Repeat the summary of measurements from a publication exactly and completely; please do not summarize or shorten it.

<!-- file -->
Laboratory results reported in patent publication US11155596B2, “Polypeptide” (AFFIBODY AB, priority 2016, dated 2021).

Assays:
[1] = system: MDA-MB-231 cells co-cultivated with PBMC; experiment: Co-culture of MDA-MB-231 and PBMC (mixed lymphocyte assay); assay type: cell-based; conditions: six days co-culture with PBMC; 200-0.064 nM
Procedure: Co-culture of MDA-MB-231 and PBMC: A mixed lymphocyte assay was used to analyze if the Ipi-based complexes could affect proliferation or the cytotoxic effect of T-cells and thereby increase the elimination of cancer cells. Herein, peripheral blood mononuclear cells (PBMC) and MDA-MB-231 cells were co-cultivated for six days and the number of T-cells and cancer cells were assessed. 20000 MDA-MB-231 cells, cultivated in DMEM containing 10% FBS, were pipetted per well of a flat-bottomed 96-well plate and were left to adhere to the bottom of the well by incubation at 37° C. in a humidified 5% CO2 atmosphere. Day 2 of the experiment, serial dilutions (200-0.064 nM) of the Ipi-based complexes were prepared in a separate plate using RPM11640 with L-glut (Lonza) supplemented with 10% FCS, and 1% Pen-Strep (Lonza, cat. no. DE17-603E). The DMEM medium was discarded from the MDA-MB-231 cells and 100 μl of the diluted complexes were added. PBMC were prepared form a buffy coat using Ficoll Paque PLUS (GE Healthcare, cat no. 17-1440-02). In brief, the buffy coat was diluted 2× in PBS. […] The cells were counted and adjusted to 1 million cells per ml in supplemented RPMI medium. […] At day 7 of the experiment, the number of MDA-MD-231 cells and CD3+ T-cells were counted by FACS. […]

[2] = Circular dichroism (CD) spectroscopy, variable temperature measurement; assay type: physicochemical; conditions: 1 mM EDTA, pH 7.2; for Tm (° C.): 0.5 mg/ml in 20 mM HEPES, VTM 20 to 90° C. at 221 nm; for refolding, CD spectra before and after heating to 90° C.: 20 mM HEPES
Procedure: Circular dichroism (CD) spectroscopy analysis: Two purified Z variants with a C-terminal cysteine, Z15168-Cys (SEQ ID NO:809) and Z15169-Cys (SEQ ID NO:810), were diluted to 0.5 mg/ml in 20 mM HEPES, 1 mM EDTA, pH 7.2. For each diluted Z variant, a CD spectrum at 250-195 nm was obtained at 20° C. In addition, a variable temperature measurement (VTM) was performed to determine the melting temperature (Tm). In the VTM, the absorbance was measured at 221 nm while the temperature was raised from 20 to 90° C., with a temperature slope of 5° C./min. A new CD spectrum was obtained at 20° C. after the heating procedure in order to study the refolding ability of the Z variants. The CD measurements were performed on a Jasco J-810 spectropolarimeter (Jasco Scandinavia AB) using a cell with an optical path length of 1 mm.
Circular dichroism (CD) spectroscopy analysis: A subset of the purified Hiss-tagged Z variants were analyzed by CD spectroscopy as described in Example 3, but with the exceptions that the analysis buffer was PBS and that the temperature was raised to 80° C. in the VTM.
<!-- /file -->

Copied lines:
Laboratory results reported in patent publication US11155596B2, “Polypeptide” (AFFIBODY AB, priority 2016, dated 2021).

Assays:
[1] = system: MDA-MB-231 cells co-cultivated with PBMC; experiment: Co-culture of MDA-MB-231 and PBMC (mixed lymphocyte assay); assay type: cell-based; conditions: six days co-culture with PBMC; 200-0.064 nM
Procedure: Co-culture of MDA-MB-231 and PBMC: A mixed lymphocyte assay was used to analyze if the Ipi-based complexes could affect proliferation or the cytotoxic effect of T-cells and thereby increase the elimination of cancer cells. Herein, peripheral blood mononuclear cells (PBMC) and MDA-MB-231 cells were co-cultivated for six days and the number of T-cells and cancer cells were assessed. 20000 MDA-MB-231 cells, cultivated in DMEM containing 10% FBS, were pipetted per well of a flat-bottomed 96-well plate and were left to adhere to the bottom of the well by incubation at 37° C. in a humidified 5% CO2 atmosphere. Day 2 of the experiment, serial dilutions (200-0.064 nM) of the Ipi-based complexes were prepared in a separate plate using RPM11640 with L-glut (Lonza) supplemented with 10% FCS, and 1% Pen-Strep (Lonza, cat. no. DE17-603E). The DMEM medium was discarded from the MDA-MB-231 cells and 100 μl of the diluted complexes were added. PBMC were prepared form a buffy coat using Ficoll Paque PLUS (GE Healthcare, cat no. 17-1440-02). In brief, the buffy coat was diluted 2× in PBS. […] The cells were counted and adjusted to 1 million cells per ml in supplemented RPMI medium. […] At day 7 of the experiment, the number of MDA-MD-231 cells and CD3+ T-cells were counted by FACS. […]

[2] = Circular dichroism (CD) spectroscopy, variable temperature measurement; assay type: physicochemical; conditions: 1 mM EDTA, pH 7.2; for Tm (° C.): 0.5 mg/ml in 20 mM HEPES, VTM 20 to 90° C. at 221 nm; for refolding, CD spectra before and after heating to 90° C.: 20 mM HEPES
Procedure: Circular dichroism (CD) spectroscopy analysis: Two purified Z variants with a C-terminal cysteine, Z15168-Cys (SEQ ID NO:809) and Z15169-Cys (SEQ ID NO:810), were diluted to 0.5 mg/ml in 20 mM HEPES, 1 mM EDTA, pH 7.2. For each diluted Z variant, a CD spectrum at 250-195 nm was obtained at 20° C. In addition, a variable temperature measurement (VTM) was performed to determine the melting temperature (Tm). In the VTM, the absorbance was measured at 221 nm while the temperature was raised from 20 to 90° C., with a temperature slope of 5° C./min. A new CD spectrum was obtained at 20° C. after the heating procedure in order to study the refolding ability of the Z variants. The CD measurements were performed on a Jasco J-810 spectropolarimeter (Jasco Scandinavia AB) using a cell with an optical path length of 1 mm.
Circular dichroism (CD) spectroscopy analysis: A subset of the purified Hiss-tagged Z variants were analyzed by CD spectroscopy as described in Example 3, but with the exceptions that the analysis buffer was PBS and that the temperature was raised to 80° C. in the VTM.